Press release

6 Jan 2022 London, GB

Omicron takes a toll on the services sector – EY ITEM Club comments

A fall in December’s services PMI to a 10-month low added to the evidence that the Omicron variant is affecting activity in the economy’s dominant sector, particularly consumer-facing services.

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Related topics Growth COVID-19
  • A fall in December’s services PMI to a 10-month low added to the evidence that the Omicron variant is affecting activity in the economy’s dominant sector, particularly consumer-facing services.
  • Positively, the latest survey showed an easing in inflationary and capacity pressures faced by services firms. But disruption from the Omicron variant could see this trend reverse, at least in the short term. 

Martin Beck, chief economic advisor to the EY ITEM Club, says:

“The services sector is bearing the economic brunt of the rise of COVID-19 infections, the growing numbers of people isolating and increased consumer hesitancy. This has prompted a significant fall in the services PMI to 53.6 in December from 58.5 in November. This was the lowest since February, although a little above December’s flash reading of 53.2. Consumer-facing services firms, particularly in travel and hospitality, were particularly vocal in citing the adverse effects of the worsening COVID-19 situation.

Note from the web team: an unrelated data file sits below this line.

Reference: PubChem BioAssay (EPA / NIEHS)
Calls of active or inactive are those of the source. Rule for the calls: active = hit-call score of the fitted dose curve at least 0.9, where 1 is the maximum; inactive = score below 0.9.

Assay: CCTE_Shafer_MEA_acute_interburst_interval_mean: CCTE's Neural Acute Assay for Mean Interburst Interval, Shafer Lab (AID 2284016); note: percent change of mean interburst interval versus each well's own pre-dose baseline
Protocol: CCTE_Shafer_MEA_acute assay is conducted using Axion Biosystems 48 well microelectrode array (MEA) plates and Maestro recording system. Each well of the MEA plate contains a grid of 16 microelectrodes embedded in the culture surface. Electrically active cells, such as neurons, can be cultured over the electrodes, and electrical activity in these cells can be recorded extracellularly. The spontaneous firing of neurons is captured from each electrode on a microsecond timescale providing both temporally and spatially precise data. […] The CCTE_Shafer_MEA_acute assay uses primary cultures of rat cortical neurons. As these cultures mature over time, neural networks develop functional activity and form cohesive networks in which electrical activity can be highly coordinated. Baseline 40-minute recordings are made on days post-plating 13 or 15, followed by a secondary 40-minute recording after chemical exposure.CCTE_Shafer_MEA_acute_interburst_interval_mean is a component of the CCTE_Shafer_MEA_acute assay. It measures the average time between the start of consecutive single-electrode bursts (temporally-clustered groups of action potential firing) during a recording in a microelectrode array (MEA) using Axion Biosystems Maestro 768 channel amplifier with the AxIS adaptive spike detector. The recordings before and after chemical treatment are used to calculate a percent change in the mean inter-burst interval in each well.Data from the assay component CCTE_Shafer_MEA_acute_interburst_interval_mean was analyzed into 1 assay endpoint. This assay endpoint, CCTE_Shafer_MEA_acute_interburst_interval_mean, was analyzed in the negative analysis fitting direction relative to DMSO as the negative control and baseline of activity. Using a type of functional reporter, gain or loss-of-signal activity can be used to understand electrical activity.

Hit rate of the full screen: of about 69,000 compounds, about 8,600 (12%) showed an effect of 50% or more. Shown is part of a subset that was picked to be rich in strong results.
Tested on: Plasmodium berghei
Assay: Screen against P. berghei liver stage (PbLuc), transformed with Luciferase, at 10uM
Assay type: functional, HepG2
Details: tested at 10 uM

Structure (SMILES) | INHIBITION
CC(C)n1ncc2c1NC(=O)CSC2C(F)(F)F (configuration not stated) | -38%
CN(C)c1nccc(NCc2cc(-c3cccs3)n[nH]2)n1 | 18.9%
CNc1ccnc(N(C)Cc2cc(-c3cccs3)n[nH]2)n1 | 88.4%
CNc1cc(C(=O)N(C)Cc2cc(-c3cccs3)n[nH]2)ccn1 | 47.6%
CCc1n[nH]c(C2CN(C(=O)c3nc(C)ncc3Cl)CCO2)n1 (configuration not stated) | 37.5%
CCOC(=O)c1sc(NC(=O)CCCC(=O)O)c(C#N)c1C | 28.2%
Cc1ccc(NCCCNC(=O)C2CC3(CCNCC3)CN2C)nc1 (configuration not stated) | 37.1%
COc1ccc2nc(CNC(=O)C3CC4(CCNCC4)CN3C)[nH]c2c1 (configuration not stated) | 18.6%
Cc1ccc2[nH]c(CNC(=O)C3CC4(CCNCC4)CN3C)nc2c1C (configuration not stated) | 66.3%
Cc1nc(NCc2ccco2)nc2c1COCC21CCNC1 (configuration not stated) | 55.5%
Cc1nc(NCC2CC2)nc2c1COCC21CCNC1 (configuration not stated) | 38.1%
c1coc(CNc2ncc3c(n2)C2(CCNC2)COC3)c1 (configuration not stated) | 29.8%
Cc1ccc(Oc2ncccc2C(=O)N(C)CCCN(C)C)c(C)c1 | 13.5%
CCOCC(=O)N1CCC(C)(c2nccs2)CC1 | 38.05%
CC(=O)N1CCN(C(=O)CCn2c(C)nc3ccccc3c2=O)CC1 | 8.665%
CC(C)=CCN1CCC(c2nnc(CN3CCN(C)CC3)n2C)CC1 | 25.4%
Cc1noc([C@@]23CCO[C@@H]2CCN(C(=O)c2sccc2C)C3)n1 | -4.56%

“The role of sentiment in influencing survey respondents means it’s not straightforward to map the PMI across to activity. And manufacturers appear to be bearing up better – December’s IHS Markit/CIPS manufacturing survey showed output rising at the fastest pace in four months – which meant a fall in December’s composite PMI to 53.6 from 57.6 in November was less marked than the fall in the services PMI. Moreover, news from the latest services survey was not all bad. Firms reported weaker rises in costs and prices, mirroring an easing in supply/demand imbalances in the manufacturing survey. 

“But disruption from the current scale of infections risks worsening supply bottlenecks, particularly labour shortages. And combined with a deterioration in high-frequency indicators, the latest PMIs reinforce the likelihood that GDP fell in December.”